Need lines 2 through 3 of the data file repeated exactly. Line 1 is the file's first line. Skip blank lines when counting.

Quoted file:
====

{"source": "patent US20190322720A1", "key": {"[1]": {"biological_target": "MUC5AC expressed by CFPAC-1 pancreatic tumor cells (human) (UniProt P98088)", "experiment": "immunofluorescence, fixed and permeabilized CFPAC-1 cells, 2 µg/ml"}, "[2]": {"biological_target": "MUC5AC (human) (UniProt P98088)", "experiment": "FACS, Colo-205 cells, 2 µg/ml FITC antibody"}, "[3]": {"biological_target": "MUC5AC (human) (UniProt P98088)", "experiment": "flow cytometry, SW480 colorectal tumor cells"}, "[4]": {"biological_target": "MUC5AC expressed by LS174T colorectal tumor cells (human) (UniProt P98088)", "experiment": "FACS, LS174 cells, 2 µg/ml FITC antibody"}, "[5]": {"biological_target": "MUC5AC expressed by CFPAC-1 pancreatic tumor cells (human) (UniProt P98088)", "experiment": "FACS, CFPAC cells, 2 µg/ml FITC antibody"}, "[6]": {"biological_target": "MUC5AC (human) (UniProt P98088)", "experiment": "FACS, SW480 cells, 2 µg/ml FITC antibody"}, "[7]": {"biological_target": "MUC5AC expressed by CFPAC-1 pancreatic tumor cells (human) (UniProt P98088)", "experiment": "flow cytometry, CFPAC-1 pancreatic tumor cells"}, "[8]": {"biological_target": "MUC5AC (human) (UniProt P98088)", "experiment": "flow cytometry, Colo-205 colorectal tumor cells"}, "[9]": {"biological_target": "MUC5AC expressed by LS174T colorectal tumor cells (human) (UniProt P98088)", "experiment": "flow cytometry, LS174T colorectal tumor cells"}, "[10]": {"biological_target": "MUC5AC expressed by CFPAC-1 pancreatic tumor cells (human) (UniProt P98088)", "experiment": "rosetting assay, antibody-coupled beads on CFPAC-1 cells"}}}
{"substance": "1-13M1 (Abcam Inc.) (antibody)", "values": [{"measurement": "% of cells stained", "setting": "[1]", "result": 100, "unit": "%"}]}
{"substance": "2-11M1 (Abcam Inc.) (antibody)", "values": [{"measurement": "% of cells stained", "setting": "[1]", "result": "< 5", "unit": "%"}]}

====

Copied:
{"substance": "1-13M1 (Abcam Inc.) (antibody)", "values": [{"measurement": "% of cells stained", "setting": "[1]", "result": 100, "unit": "%"}]}
{"substance": "2-11M1 (Abcam Inc.) (antibody)", "values": [{"measurement": "% of cells stained", "setting": "[1]", "result": "< 5", "unit": "%"}]}